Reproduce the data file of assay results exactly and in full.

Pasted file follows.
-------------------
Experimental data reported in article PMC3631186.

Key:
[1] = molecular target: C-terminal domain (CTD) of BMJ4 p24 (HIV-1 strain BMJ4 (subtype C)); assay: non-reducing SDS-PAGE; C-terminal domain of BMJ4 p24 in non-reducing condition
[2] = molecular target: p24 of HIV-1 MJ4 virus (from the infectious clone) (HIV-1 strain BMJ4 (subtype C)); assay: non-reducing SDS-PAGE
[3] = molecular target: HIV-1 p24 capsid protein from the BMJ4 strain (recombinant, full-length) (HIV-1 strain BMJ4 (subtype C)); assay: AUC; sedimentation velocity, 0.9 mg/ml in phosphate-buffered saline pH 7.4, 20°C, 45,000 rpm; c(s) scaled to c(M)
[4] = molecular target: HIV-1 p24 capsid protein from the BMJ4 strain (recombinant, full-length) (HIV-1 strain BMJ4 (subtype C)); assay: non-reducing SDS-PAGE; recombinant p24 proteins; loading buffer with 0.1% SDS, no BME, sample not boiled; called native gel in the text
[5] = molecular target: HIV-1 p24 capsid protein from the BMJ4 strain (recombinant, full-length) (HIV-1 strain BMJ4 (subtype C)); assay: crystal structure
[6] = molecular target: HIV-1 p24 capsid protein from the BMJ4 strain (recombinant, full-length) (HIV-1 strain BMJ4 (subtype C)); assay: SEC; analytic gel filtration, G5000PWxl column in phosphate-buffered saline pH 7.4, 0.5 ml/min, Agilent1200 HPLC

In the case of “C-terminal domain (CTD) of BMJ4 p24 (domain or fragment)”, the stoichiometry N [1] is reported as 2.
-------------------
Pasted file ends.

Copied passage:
Experimental data reported in article PMC3631186.

Key:
[1] = molecular target: C-terminal domain (CTD) of BMJ4 p24 (HIV-1 strain BMJ4 (subtype C)); assay: non-reducing SDS-PAGE; C-terminal domain of BMJ4 p24 in non-reducing condition
[2] = molecular target: p24 of HIV-1 MJ4 virus (from the infectious clone) (HIV-1 strain BMJ4 (subtype C)); assay: non-reducing SDS-PAGE
[3] = molecular target: HIV-1 p24 capsid protein from the BMJ4 strain (recombinant, full-length) (HIV-1 strain BMJ4 (subtype C)); assay: AUC; sedimentation velocity, 0.9 mg/ml in phosphate-buffered saline pH 7.4, 20°C, 45,000 rpm; c(s) scaled to c(M)
[4] = molecular target: HIV-1 p24 capsid protein from the BMJ4 strain (recombinant, full-length) (HIV-1 strain BMJ4 (subtype C)); assay: non-reducing SDS-PAGE; recombinant p24 proteins; loading buffer with 0.1% SDS, no BME, sample not boiled; called native gel in the text
[5] = molecular target: HIV-1 p24 capsid protein from the BMJ4 strain (recombinant, full-length) (HIV-1 strain BMJ4 (subtype C)); assay: crystal structure
[6] = molecular target: HIV-1 p24 capsid protein from the BMJ4 strain (recombinant, full-length) (HIV-1 strain BMJ4 (subtype C)); assay: SEC; analytic gel filtration, G5000PWxl column in phosphate-buffered saline pH 7.4, 0.5 ml/min, Agilent1200 HPLC

In the case of “C-terminal domain (CTD) of BMJ4 p24 (domain or fragment)”, the stoichiometry N [1] is reported as 2.